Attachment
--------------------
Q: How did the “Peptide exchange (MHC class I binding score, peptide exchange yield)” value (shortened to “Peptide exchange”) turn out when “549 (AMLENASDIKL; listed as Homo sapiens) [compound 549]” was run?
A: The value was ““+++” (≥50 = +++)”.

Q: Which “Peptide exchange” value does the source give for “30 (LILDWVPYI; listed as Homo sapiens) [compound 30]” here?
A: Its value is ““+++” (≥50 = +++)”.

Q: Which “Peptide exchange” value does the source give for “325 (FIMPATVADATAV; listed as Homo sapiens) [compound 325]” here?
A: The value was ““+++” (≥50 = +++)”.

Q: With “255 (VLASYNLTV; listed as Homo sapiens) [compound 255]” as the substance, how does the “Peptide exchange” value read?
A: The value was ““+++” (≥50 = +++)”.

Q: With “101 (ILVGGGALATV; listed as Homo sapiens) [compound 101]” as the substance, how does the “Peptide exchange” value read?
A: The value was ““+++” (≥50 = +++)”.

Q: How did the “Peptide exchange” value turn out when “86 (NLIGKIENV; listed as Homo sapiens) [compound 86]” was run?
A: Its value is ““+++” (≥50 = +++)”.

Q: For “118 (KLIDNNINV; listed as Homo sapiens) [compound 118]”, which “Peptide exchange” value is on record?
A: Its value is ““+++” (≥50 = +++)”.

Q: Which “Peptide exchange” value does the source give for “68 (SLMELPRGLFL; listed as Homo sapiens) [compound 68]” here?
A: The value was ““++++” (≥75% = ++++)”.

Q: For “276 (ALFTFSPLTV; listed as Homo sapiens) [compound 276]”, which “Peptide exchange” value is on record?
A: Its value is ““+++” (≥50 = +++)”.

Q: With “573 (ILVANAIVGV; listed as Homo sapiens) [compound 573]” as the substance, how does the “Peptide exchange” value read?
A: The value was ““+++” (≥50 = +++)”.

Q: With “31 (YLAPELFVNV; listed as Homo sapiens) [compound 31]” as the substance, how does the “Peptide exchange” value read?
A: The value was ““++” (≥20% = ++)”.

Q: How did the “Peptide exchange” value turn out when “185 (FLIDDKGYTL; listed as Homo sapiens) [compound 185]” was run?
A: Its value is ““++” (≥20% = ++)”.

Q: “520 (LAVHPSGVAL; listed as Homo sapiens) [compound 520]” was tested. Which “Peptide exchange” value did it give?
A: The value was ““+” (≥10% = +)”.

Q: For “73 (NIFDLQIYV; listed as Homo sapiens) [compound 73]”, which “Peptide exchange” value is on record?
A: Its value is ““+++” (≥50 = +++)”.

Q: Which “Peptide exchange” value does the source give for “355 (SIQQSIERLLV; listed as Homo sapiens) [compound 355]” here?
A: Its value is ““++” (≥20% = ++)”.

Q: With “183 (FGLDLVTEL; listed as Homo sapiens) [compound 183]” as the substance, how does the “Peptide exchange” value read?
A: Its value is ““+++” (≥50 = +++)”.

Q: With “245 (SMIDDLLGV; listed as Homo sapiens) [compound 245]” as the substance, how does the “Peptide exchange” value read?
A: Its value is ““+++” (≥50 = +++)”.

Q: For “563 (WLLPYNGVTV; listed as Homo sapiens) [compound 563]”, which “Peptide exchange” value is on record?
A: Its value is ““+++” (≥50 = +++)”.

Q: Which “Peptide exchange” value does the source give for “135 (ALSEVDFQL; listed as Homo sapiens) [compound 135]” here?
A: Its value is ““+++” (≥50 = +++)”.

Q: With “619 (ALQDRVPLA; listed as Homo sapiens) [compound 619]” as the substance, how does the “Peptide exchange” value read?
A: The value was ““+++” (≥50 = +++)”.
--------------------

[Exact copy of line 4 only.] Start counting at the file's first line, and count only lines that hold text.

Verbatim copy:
A: Its value is ““+++” (≥50 = +++)”.